After drying, the coated layer is usually subjected to a surface smoothing treatment. For the surface smoothing treatment, for example, super calender rolls, etc, are employed. By carrying out the surface smoothing treatment, cavities as formed by removal of the solvent at the time of drying disappear, whereby the packing ratio of the hexagonal ferrite in the magnetic layer is enhanced. Thus, a magnetic recording medium having high electromagnetic conversion characteristics is obtained. As the rolls for calender treatment, rolls of a heat-resistant plastic such as epoxy, polyimide, polyamide, and polyamideimide resins are used. It is also possible to carry out the treatment using metal rolls.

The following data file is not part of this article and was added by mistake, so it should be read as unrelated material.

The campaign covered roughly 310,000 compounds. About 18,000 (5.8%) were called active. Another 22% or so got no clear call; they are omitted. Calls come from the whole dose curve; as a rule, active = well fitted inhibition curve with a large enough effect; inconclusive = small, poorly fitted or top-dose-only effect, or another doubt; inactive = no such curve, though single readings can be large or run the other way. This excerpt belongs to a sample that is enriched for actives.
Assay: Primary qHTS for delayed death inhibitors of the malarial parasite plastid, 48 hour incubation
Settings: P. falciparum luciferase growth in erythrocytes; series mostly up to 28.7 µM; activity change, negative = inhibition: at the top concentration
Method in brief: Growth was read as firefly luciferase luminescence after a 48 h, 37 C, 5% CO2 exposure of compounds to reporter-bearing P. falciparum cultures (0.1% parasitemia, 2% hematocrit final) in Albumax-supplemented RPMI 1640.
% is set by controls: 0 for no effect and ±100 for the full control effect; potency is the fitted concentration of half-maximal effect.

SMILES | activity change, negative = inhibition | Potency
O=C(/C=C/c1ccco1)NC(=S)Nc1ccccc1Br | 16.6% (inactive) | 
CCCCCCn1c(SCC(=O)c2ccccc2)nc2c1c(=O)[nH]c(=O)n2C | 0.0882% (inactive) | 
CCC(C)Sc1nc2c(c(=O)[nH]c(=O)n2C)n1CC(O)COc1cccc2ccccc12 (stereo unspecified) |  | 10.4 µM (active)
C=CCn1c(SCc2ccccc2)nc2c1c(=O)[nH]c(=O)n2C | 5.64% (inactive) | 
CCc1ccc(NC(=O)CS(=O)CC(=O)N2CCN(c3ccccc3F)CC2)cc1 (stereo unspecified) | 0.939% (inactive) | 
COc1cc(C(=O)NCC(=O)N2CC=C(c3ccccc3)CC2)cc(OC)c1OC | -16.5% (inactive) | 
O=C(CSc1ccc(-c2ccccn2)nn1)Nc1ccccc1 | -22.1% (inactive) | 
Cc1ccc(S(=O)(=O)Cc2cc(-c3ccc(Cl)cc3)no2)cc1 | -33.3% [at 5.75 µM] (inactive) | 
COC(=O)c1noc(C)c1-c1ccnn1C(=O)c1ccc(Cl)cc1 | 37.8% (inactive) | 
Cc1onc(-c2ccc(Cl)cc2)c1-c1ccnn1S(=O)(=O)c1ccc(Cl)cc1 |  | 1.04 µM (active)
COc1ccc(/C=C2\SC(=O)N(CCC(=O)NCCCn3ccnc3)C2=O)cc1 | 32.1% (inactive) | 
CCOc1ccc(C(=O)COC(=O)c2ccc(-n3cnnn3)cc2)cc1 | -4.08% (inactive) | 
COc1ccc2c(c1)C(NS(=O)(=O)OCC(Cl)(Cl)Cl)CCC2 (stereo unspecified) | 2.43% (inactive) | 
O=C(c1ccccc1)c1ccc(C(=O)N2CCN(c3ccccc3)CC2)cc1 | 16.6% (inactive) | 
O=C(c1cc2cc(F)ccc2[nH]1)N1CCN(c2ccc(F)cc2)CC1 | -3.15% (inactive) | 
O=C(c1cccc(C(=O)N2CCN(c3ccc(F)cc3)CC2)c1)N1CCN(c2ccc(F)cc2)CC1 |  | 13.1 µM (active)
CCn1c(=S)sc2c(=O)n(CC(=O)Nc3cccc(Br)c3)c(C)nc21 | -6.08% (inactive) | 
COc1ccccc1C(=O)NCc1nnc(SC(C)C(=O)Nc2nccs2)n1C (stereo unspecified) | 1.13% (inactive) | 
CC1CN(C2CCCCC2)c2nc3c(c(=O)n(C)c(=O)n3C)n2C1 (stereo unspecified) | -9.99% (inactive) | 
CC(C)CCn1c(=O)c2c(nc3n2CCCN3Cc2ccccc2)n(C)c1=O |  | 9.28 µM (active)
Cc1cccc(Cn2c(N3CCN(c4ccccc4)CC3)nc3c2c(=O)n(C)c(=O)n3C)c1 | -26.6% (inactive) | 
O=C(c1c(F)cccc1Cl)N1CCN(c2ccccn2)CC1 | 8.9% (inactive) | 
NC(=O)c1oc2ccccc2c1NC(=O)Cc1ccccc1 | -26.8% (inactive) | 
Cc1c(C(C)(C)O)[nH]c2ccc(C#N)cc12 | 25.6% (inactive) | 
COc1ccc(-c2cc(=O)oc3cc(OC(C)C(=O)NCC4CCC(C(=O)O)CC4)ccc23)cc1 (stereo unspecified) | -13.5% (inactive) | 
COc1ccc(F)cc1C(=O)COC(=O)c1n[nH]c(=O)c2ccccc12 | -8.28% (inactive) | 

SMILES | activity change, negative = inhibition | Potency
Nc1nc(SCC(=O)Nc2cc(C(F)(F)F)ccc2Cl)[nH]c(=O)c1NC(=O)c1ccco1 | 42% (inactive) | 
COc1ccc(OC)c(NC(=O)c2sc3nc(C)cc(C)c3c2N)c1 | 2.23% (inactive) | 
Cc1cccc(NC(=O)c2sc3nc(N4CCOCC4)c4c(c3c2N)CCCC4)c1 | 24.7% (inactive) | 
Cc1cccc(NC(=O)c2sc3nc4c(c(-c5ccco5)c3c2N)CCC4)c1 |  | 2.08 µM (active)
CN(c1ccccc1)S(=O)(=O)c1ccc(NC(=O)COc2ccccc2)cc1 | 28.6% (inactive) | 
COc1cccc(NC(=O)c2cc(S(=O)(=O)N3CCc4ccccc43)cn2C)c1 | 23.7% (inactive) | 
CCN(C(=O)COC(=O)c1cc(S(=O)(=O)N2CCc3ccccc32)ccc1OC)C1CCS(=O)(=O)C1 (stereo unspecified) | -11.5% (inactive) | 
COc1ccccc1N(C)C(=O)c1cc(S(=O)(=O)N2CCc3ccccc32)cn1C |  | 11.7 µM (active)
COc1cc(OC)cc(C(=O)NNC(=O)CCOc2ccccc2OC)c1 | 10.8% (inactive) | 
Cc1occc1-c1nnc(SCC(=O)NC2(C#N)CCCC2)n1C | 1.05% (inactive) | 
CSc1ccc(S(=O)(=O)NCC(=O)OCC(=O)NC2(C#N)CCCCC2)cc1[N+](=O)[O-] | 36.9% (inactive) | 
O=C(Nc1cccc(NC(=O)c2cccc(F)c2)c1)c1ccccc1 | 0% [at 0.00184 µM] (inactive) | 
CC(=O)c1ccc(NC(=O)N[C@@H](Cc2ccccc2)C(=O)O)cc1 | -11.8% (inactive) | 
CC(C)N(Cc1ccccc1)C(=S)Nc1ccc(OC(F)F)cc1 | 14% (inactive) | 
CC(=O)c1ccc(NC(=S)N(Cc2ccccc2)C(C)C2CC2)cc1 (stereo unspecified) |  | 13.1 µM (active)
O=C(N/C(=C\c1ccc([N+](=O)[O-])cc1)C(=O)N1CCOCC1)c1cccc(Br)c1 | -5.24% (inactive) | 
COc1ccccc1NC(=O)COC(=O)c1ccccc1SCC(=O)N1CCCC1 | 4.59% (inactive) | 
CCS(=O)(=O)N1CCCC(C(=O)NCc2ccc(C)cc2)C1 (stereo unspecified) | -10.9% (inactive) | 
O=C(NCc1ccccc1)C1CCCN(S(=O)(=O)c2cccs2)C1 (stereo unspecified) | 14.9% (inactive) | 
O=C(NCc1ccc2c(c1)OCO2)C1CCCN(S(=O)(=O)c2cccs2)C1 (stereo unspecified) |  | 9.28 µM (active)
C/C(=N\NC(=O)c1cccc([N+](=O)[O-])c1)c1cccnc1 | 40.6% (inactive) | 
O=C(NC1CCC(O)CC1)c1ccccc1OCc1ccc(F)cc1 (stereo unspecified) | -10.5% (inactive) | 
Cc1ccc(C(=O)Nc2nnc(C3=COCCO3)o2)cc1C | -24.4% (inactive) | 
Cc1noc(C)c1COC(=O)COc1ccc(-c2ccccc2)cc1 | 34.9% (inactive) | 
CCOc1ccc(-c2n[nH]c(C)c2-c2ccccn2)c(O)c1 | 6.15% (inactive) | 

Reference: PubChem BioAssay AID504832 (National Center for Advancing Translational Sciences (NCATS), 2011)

It is preferable that the magnetic recording medium of the invention has a surface having extremely excellent smoothness such that a surface center plane average roughness is in the range of from 0.1 to 4 nm, and preferably from 1 to 3 nm in a cutoff value of 0.25 mm. As a method therefor, for example, a magnetic layer as formed by selecting a specific hexagonal ferrite and a binder as described above is subjected to the foregoing calender treatment. The calender rolls are preferably actuated under such conditions that the calender roll temperature is in the range of from 60 to 100° C., preferably from 70 to 100° C., and especially preferably from 80 to 100° C.; and that the pressure is in the range of from 100 to 500 kg/cm (from 98 to 490 kN/m), preferably from 200 to 450 kg/cm (from 196 to 441 kN/m), and especially preferably from 300 to 400 kg/cm (from 294 to 392 kN/m)